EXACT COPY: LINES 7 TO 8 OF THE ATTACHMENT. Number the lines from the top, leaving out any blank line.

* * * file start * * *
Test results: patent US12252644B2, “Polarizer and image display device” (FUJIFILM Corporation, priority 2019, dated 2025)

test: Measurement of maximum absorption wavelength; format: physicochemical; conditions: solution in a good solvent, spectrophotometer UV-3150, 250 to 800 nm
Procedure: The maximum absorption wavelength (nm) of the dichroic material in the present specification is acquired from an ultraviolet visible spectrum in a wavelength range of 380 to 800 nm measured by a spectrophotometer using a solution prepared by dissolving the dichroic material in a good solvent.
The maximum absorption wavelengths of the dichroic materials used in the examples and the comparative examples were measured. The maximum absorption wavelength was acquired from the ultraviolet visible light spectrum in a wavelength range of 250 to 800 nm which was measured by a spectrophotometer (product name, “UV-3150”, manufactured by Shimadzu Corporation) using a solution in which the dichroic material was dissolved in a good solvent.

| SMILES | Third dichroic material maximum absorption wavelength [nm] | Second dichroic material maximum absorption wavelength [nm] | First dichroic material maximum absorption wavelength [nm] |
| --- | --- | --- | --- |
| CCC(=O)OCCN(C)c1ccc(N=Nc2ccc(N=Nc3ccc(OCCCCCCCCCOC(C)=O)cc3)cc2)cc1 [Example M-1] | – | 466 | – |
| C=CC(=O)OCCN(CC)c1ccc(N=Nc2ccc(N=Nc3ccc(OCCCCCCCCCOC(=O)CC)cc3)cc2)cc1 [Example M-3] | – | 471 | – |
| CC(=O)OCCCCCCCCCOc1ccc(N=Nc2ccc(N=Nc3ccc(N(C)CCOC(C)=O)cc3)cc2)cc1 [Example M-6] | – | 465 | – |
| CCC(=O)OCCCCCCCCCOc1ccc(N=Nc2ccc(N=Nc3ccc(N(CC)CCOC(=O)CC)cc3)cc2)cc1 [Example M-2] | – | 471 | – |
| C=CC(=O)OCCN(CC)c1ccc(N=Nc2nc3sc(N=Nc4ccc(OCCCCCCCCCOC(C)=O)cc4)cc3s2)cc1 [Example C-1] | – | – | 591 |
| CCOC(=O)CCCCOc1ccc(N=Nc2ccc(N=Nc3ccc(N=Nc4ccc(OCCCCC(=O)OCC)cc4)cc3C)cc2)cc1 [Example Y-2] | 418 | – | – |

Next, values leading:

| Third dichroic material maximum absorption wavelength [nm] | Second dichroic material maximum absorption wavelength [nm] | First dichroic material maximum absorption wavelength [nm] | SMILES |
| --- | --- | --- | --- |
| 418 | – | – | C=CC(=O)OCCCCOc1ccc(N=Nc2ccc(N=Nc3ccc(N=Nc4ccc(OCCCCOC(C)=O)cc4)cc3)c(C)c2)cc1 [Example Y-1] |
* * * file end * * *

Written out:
| CCC(=O)OCCN(C)c1ccc(N=Nc2ccc(N=Nc3ccc(OCCCCCCCCCOC(C)=O)cc3)cc2)cc1 [Example M-1] | – | 466 | – |
| C=CC(=O)OCCN(CC)c1ccc(N=Nc2ccc(N=Nc3ccc(OCCCCCCCCCOC(=O)CC)cc3)cc2)cc1 [Example M-3] | – | 471 | – |